9. Die Nibelungen Speaking of Lang, the great director's monumental silent epic has finally been restored to its full, five-hour glory (nearly 100 minutes longer than any previously seen version!). Besides the sparkling, uncut version of Lang's saga of dragon slayers and blood oaths, Kino's magnificent two-disc set includes the original 1924 score performed by the Munich Radio Orchestra, footage of Lang on the set, stunning production design sketches, essays, photo galleries and much more.
10. Monterey Pop Criterion's lavishly produced 3-disc set transports you right back to 1967 via stunning digital transfers of D.A. Pennebaker's original film, complete sets by Jimi Hendrix and Otis Redding, and a final disc of two hours of outtake performances. The extras are just as spectacular on this landmark package.
11. Spaghetti Western Collection Four of the more interesting Italian oat-operas all assembled in one incredible box set: the groundbreaking Django (looking much improved over Anchor Bay's previous release), A Man Called Blade, the brutally funny Run, Man, Run!, and the thoroughly surreal Django Kill (If You Live... Shoot!). All of the movies are presented in sharp, colorful widescreen anamorphic transfers with a choice of English or Italian soundtracks, and abundant extras including interviews, documentaries, still galleries and fantastic featurettes on each film.
12. Memento If you can figure it out, the year's most confusing menu is your entry to a splendid looking version of Christopher Nolan's acclaimed neo-noir and an amazing array of extras. Included is the entire shooting script, Nolan's incisive commentary, and the ability to play the entire film in reverse (which is to say, in the order in which events actually occur).
13. Down By Law Jim Jarmusch's droll minimalism has never been so appealing as on this beautifully produced two-disc set. Robbie Muller's rich, silvery, black-and-white imagery fairly leaps off the screen, and Criterion pulls out all the stops with hours of fascinating supplemental material. There are great outtakes, Jarmusch sounding off on everything under the sun, and even a collection of recorded phone calls between the director and stars Tom Waits, John Lurie and Roberto Benigni.
14. Near Dark Kathryn Bigelow's loopy vampire flick gets the respect it deserves on Anchor Bay's spiffy THX-approved edition. Tangerine Dream's score sounds amazing remixed for 5.1 Dolby digital sound, and the excellent making-of documentary more than compensates for Bigelow's somewhat flat commentary.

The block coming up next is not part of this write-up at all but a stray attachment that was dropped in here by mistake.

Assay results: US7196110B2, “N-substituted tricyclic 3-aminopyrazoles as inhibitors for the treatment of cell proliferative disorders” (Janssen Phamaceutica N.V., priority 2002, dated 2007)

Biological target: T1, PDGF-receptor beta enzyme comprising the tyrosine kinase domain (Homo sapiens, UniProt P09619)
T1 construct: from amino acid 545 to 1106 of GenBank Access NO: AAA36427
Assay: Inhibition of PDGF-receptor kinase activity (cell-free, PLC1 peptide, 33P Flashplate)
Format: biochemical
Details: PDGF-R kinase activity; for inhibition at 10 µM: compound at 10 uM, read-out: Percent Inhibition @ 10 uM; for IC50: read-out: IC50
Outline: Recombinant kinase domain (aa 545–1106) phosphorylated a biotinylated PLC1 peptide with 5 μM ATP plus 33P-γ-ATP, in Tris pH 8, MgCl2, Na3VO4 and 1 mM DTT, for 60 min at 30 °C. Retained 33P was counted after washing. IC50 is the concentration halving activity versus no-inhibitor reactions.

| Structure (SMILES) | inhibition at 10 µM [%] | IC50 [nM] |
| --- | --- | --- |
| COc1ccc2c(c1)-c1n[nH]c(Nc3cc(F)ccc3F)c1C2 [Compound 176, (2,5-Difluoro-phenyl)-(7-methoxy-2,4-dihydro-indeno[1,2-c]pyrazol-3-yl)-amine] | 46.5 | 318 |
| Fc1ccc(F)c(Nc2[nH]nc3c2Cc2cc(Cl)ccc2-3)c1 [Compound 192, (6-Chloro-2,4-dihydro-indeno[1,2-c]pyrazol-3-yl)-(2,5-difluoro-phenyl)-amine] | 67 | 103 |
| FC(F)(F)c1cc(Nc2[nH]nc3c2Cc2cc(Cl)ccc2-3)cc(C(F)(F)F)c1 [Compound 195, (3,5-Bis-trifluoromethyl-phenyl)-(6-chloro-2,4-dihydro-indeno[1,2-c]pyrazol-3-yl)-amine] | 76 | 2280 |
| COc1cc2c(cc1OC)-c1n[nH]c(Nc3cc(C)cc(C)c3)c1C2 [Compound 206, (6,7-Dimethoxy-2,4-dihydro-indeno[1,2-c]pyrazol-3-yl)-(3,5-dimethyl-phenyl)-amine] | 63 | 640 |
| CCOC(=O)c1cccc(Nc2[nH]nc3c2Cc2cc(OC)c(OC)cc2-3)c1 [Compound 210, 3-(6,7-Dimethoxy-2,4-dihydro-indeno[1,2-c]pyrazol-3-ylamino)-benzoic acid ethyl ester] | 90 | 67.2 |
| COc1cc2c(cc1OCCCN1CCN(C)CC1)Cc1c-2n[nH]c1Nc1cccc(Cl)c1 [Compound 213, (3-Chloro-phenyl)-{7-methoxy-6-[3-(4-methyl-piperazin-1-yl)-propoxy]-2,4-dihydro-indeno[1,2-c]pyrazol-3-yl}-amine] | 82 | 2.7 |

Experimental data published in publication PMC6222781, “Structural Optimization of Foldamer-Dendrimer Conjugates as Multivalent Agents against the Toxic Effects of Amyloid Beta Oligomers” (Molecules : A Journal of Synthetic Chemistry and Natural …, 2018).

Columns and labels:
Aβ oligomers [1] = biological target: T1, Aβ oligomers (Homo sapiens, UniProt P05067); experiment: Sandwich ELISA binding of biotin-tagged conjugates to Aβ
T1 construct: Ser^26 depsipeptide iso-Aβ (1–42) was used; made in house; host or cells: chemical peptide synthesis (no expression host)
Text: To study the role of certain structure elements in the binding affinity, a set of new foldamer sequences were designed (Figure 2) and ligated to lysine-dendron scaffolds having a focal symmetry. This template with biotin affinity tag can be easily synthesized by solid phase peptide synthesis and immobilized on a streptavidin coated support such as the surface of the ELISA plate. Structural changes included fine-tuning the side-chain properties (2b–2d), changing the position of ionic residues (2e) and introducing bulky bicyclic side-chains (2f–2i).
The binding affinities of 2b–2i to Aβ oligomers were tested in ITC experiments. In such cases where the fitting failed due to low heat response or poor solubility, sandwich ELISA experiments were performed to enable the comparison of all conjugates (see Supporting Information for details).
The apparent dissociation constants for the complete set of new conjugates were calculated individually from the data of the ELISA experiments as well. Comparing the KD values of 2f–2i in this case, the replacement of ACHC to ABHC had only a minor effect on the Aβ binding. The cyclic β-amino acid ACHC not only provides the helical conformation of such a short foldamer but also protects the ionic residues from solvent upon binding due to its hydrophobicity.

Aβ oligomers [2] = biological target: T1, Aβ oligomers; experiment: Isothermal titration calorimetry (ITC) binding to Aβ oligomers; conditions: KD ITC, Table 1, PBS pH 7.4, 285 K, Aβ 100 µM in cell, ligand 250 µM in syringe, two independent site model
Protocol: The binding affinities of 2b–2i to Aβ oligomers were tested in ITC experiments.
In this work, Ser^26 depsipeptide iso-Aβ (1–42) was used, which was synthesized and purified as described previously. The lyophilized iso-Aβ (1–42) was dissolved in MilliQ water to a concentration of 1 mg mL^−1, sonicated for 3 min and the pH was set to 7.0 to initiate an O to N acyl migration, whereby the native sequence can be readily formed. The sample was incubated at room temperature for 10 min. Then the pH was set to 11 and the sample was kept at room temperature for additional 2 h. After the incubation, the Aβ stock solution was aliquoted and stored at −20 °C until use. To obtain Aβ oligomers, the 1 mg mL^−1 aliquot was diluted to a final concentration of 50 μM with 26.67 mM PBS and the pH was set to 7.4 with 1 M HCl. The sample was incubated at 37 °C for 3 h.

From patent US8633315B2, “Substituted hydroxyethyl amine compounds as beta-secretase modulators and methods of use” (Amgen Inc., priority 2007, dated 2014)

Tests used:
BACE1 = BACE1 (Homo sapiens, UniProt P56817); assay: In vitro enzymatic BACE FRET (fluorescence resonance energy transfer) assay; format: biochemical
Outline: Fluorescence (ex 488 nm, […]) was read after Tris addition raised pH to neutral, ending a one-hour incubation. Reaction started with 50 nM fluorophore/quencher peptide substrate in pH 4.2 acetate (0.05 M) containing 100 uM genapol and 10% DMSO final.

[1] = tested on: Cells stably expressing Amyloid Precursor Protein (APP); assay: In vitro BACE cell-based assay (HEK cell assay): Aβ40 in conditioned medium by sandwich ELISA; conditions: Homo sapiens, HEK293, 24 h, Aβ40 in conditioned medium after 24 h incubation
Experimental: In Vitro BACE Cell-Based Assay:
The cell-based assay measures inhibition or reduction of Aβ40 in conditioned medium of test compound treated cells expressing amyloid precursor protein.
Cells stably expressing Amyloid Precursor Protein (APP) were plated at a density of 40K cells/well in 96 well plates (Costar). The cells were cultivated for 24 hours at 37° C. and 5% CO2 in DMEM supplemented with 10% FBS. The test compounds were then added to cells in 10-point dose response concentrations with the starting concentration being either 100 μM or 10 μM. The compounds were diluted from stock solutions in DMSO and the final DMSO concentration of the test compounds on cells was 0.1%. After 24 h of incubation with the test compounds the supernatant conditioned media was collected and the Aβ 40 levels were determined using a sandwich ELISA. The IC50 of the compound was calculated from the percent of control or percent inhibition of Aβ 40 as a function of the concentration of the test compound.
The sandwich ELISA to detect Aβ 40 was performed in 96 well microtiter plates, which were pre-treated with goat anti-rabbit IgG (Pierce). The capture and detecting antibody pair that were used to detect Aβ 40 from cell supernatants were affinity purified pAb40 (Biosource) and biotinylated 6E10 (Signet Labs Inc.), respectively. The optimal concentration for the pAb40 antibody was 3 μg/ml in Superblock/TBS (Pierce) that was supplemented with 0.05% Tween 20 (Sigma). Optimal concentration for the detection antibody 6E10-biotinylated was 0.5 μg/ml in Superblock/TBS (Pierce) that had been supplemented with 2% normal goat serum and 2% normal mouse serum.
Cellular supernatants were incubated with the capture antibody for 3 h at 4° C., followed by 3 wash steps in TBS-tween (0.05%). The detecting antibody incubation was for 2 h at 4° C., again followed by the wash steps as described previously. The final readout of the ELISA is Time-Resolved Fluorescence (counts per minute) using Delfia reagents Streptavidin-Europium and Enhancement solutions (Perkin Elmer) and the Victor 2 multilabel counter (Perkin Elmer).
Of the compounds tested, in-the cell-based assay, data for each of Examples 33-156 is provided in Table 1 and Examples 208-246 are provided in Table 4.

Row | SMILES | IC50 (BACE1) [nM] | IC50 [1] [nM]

15. The Adventures of Prince Achmed More than 75 years later, Lotte Reiniger's silhouette animations are as dazzling and distinctive as ever. This Milestone/Image disc presents Reiniger's enchanting take on The Arabian Nights, along with a rare 1921 short and an hour-long homage to this filmmaking legend. Sheer magic.
16. One Flew Over the Cuckoo's Nest Milos Forman's best Hollywood movie, Jack Nicholson's breakout role, and one of the best big-screen adaptations ever of an "unadaptable" book. Warner Brothers' elegant Special Edition of this American classic includes a sleek, pristine picture, Forman's remarkable commentary, a good making-0f, and eight deleted scenes.
17. The Devil's Backbone/Blade 2 Two very different but, each in its own way, very good films by director Guillermo Del Toro, both done right by DVD. With a full disc of deleted scenes, interactive documentaries and production notebooks, New Line's Platinum Series DVD of Blade 2 is by far the more extravagant edition, but both titles feature Del Toro's extraordinary commentary tracks — wry, witty and always engaging.
18. Giants and Toys One of the greatest things about DVD is its ability to shed light on films and filmmakers previously unknown to us — and Fantoma's DVD editions of films by Yasuzo Masumura has been nothing short of a revelation. The best of the lot is probably Giants and Toys, a subversive, borderline surreal satire of Japanese consumer culture, in which a candy company spokesmodel with very bad teeth finds love in a kitschy modern world.
19. The Blood Collection Kudos to Image Entertainment for unearthing these wonderfully bizarre, low-budget horror films from the Philippines. The movies in The Blood Collection — Brides of Blood, Mad Doctor of Blood Island and The Blood Drinkers — are sleazy, scary, unhinged, atmospheric, oddly poetic and always addictively entertaining.
20. Metropolis Osamu Tezuka's elaborate anime is an epic of unparalleled visual imagination, and the Columbia TriStar DVD does it full justice. You can watch the film in its original Japanese language version or as an English dub (great for just soaking in the images without the distraction of subtitles). Then there's that cool little mini-disc full of extras, including an animation demo with a choice of no less than nine angles. By the way, don't mistake Tezuka's film with Fritz Lang's landmark sci-fi of the same name; that one's coming out next month, and already looks like a contender for the Best of 2003.